C. Statutory Liability Patterns ............................................................. 331D. Results and Discussion ................................................................... 335

    1. Manipulation-Check Results ....................................................... 3352. Liability Results .......................................................................... 3363. The Theories ............................................................................... 3394. The Statutory Schemes ................................................................ 3425. More Sophisticated Measures of Best Fit with Subjects Criminalization Views................................................................. 3436. Effect of Seriousness of Threat and Wrongfulness of Victims Undisclosed Conduct .................................................................. 346

    IV. Conclusion .......................................................................................... 347Appendix A: Scenario Legal Liability Analyses ........................................ 350

  • 2010] Competing Theories of Blackmail 293

    The crime of blackmail has risen to national attention as a result of the

    highly public scandal involving David Letterman.1 Yet as titillating or color-ful as the details of one notorious case may be, they hardly provide the only reason to take an interest in this wonderfully curious crime. Indeed, blackmail has long been the favorite offense of clever criminal law theorists. It criminalizes the threat to do something that would not be criminal if one did it. If your acquaintance is having an affair, it is no crime to tell his wife of his infidelity. However, if you threaten to do so unless he pays you $100, that threat is criminaleven if he would consider it a bargain and quickly accept your offer. Unlike the similar but uncontroversial category of extortionwhich involves conditional threats to engage in criminal acts, such as a threat to injure someone unless paidthis disparate legal treatment of the threat and the threatened activity makes blackmail seem like a puzzle or, in a well-known and often-repeated characterization, a paradox.2

    Though blackmail is not extortion, something about the use of coercion might seem to comprise the gravamen of the offense. But then, many forms of coercion are not criminal. A source pressed by a reporter to provide in-formation or else face an unflattering portrayal, or an employer pressured to either give her best salesman a raise or watch him quit, may feel as much coercion as the recipient of a blackmail threat, yet this coercion is not crimi-nal. What is it about the nature or circumstances of a threat that make it blackmail and not mere hard bargaining?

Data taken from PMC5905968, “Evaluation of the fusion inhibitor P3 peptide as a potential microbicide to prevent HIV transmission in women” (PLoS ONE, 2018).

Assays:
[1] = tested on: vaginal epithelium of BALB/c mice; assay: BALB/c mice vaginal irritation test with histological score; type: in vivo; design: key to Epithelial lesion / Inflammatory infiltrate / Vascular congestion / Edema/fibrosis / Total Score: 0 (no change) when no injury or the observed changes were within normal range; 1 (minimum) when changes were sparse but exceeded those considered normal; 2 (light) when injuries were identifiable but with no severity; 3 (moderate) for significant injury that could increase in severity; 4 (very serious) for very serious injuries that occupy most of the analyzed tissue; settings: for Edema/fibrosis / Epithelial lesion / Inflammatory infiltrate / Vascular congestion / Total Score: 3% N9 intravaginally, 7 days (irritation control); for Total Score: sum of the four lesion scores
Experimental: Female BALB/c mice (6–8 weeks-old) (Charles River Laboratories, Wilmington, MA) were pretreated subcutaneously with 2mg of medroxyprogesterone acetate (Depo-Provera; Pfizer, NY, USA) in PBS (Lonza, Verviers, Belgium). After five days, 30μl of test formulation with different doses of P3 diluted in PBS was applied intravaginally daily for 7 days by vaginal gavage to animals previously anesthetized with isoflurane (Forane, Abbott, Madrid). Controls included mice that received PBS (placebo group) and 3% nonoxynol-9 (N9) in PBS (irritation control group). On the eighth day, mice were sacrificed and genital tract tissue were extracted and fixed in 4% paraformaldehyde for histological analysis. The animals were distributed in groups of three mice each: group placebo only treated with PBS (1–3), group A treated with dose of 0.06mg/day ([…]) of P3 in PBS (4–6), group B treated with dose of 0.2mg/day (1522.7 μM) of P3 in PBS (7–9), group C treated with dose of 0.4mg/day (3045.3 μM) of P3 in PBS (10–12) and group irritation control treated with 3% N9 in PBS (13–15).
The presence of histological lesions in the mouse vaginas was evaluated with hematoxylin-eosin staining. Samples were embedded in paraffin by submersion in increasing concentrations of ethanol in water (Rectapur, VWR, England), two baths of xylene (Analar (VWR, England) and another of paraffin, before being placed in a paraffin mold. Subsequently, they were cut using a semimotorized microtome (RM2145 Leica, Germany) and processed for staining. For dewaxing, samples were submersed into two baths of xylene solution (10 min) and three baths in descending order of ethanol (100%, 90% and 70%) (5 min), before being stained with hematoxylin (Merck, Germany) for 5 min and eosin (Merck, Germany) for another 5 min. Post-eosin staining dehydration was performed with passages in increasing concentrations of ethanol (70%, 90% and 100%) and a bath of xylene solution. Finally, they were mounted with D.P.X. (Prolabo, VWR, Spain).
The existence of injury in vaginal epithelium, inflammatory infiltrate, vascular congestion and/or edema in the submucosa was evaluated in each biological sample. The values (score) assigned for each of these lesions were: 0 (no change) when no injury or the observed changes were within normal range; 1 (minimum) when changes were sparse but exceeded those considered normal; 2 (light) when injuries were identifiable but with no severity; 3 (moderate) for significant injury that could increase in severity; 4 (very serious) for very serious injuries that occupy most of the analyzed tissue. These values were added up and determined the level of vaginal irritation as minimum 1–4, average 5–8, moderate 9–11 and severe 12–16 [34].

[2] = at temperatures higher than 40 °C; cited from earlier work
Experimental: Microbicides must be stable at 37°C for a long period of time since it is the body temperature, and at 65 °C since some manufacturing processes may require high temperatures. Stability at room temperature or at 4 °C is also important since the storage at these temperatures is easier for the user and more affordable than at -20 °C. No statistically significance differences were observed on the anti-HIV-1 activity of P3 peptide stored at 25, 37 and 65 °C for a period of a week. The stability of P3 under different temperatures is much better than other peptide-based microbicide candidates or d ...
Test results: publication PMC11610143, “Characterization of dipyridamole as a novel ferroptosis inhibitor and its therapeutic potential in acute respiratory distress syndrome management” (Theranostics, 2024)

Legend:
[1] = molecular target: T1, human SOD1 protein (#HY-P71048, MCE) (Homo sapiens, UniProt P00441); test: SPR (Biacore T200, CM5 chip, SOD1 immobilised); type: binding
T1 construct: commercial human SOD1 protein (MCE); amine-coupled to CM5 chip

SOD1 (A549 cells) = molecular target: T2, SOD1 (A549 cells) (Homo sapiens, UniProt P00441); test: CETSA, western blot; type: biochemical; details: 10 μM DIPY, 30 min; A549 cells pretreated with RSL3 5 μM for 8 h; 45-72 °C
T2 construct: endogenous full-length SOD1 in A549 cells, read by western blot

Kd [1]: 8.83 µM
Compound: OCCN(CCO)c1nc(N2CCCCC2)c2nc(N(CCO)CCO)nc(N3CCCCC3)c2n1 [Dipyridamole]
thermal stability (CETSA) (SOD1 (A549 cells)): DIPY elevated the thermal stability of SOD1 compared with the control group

There exists a rich literature on the issue, with many prominent legal scholars jumping in to offer their accounts.3 Each theorist has his own expla-

    1. See Bill Carter & Brian Stelter, Extortion Case Raises Questions for Letterman and His Network, N.Y. TIMES, Oct. 3, 2009, at A1 (describing Robert Haldermans attempt to obtain two million dollars from Letterman in exchange for not revealing Lettermans lurid sexual history); Bill Carter, Inside CBS, Disbelief at an Arrest, N.Y. TIMES, Oct. 8, 2009, at B1 (chronicling CBS employees astonished reactions to the Halderman allegations); Lizzie Widdicombe, Brainteaser: Youve Got Mail, NEW YORKER, Oct. 19, 2009, at 28 (using the Letterman case as springboard to a discussion of the intellectual riddle of blackmail).

    2. See, e.g., James Lindgren, Unraveling the Paradox of Blackmail, 84 COLUM. L. REV. 670, 671 (1984) (contemplating the paradox that a blackmailer combines a legal means and a legal end to achieve an illegal result).

    3. See, e.g., 4 JOEL FEINBERG, THE MORAL LIMITS OF THE CRIMINAL LAW: HARMLESS WRONGDOING 240 (1988) (noting that the exploitation principle provides a rationale for blackmail laws where the liberals unsupplemented harm principle finds only a paradox); Mitchell N. Berman, The Evidentiary Theory of Blackmail: Taking Motives Seriously, 65 U. CHI. L. REV. 795, 79798 (1998) (proffering a theory of blackmail where the overt act of blackmail serves only the evidentiary function of helping a fact finder separate disclosures of embarrassing information based on acceptable motivations from disclosures based on unacceptable motivations); Ronald H. Coase, The 1987 McCorkle Lecture: Blackmail, 74 VA. L. REV. 655, 67475 (1988) (noting a variety of distinctions between blackmail and business negotiations, such as the fact that instances of blackmail are not constrained by market competition or the hope of future business relations); Richard A. Epstein, Blackmail, Inc., 5